Whether you’re in a lecture, workshop, or you’re trying to learn something new through a how-to book, you will probably be jotting down notes about what you’re learning. Are you jotting them on a piece of paper, or typing them in a word file? Science says that hand writing is the way to turn note-taking into learning.
Hand writing lets you stop and think
Writing things out by hand is slow. Typing can be much faster, making it the increasingly preferred method for note-taking in college lectures. But the fact that it is slower means that it’s actually a better way to learn.
A study performed at Princeton University and UCLA looked at note-taking by college students and how it affected their understanding of material. They found that students who took hand-written notes performed better when tested on the lecture compared to those who typed up notes.
Previously it had been suggested that computers just allowed for more distractions that interfered with learning; but this study showed that word-processing alone, without internet or distractions, still failed to serve as well as writing by hand.
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Hand writing reinforces learning
It all comes down to the effort involved in writing compared to typing. For someone who can type quickly, a lecture can be almost transcribed verbatim. But how much sinks in as the words go in your ear and out your fingers? The brain doesn’t necessarily need to be engaged.
With hand written notes, much more goes into the cognitive process. The slower nature of writing means the student must choose what to write down. This means that the information is processed immediately after hearing it, as the student decides what the main message should be. New information has to be summarized, forcing critical thinking to occur and accelerating the process of learning.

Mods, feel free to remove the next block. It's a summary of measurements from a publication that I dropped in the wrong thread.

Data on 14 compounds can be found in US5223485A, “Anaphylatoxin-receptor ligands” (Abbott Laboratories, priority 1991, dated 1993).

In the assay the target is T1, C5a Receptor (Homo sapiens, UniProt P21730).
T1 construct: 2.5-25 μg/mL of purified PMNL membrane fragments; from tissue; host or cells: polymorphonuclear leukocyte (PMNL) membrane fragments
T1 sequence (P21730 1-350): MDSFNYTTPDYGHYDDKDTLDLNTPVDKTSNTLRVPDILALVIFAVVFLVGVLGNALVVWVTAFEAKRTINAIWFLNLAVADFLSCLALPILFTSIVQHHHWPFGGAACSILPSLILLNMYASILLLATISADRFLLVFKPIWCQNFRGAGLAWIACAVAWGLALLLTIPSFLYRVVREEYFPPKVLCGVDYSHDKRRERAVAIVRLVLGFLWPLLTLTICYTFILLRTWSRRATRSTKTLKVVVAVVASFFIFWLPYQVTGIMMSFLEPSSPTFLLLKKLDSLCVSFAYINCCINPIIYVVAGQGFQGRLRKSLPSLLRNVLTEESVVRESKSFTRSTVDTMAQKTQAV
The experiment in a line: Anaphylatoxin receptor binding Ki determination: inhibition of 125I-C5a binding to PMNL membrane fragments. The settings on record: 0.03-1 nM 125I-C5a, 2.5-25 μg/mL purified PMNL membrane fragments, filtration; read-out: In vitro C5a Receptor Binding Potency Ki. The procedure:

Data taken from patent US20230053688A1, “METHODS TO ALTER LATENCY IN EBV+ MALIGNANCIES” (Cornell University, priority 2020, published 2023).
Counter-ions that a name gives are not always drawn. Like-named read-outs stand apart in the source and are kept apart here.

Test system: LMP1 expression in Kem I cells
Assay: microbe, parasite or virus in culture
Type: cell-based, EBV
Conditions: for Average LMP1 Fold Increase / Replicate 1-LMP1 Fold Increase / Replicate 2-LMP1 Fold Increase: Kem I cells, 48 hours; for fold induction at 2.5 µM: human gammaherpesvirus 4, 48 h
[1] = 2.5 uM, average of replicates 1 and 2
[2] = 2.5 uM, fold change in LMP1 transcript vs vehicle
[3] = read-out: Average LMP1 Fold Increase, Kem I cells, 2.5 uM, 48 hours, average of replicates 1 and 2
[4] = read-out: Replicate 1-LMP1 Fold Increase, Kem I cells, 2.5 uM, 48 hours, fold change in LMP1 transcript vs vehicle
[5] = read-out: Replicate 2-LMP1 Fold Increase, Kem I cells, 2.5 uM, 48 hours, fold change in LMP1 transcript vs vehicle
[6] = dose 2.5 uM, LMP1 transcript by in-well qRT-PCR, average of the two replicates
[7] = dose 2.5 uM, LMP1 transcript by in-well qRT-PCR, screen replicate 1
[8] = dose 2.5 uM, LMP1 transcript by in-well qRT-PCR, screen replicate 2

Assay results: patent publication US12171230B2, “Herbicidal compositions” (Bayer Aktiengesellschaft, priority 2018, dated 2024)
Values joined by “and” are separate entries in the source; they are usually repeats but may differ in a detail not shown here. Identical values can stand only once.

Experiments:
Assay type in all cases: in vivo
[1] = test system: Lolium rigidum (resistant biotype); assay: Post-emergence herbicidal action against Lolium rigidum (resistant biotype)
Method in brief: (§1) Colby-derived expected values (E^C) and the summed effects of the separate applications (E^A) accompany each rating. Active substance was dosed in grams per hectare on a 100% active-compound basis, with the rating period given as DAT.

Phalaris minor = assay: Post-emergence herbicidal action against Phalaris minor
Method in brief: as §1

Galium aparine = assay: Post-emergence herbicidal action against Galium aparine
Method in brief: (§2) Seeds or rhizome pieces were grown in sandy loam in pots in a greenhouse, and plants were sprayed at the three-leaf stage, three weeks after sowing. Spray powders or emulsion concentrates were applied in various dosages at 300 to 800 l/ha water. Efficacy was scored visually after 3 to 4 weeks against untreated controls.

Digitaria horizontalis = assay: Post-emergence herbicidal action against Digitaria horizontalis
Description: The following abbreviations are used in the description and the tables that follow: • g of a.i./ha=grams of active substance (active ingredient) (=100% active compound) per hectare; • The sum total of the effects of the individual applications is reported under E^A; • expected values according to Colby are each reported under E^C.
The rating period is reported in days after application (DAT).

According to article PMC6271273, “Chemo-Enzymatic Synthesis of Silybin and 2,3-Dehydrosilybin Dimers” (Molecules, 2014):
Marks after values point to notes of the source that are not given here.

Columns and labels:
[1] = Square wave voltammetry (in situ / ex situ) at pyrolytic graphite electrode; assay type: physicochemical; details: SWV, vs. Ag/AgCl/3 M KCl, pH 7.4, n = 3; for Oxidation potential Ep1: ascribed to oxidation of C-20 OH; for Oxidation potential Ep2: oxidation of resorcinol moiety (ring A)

Thinking more about the material isn’t the only thing that hand writing does for your brain. Some studies have suggested that children learn how to read better when they are forced to slowly learn how to form the letters on paper. And in another study, writing by hand inspired more ideas in children than typing words out.
Different brain function patterns might be involved as well. Brain imaging of students with better handwriting showed activation in the part of the brain associated with working memory, and increased overall activation in reading and writing related networks.
Writing also lets you be creative
It makes sense that being forced to summarize information as it comes in enhances the learning process. But more than that, writing notes by hand also allows more freedom and creativity in the information that’s put down. Drawing, underlining, circling important words, crossing things out, arrows, concept maps – these modifications can’t as easily be used in typing.
As personal computing gets more convenient, it is increasingly used in all aspects of classroom and learning environments. But that doesn’t mean it is a better alternative than old-fashioned pen and paper.